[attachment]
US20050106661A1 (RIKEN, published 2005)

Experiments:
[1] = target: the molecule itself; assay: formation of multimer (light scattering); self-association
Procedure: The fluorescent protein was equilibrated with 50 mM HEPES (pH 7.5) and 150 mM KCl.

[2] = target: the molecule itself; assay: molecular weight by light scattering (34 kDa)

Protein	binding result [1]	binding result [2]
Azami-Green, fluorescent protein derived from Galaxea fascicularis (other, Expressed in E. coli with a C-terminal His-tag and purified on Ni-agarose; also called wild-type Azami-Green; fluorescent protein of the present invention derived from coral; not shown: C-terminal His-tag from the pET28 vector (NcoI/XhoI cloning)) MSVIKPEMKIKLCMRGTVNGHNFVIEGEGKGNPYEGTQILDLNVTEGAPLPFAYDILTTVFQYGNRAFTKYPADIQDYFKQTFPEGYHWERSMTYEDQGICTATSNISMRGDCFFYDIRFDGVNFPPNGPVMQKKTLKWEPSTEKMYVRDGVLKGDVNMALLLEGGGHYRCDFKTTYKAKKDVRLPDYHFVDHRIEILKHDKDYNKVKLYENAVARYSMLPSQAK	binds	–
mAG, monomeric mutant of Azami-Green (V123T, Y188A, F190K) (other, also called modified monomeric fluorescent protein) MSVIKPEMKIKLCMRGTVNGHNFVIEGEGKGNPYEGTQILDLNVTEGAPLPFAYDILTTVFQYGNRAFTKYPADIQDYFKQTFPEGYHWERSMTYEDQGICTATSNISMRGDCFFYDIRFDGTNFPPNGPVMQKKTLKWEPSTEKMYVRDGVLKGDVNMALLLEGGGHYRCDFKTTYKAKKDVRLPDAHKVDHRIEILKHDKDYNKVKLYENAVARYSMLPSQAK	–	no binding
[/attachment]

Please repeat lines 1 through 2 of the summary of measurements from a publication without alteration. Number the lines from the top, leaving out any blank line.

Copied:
US20050106661A1 (RIKEN, published 2005)

Experiments: